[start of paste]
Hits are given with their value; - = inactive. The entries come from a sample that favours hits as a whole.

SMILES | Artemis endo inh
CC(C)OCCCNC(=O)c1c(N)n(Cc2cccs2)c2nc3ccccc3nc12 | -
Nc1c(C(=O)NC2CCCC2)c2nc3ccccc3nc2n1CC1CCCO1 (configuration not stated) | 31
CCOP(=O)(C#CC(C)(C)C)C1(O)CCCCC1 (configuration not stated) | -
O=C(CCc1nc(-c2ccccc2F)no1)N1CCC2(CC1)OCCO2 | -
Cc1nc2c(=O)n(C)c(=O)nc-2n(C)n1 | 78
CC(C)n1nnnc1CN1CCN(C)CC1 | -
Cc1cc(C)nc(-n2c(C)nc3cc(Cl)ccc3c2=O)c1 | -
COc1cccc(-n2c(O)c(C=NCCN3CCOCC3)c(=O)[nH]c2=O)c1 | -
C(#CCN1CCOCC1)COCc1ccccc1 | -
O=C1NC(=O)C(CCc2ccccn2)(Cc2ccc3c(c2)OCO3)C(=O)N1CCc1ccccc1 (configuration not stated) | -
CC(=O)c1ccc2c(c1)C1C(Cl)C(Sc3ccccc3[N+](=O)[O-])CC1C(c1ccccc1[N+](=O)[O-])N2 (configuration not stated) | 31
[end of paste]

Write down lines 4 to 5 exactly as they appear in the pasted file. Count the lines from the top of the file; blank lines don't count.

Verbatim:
Nc1c(C(=O)NC2CCCC2)c2nc3ccccc3nc2n1CC1CCCO1 (configuration not stated) | 31
CCOP(=O)(C#CC(C)(C)C)C1(O)CCCCC1 (configuration not stated) | -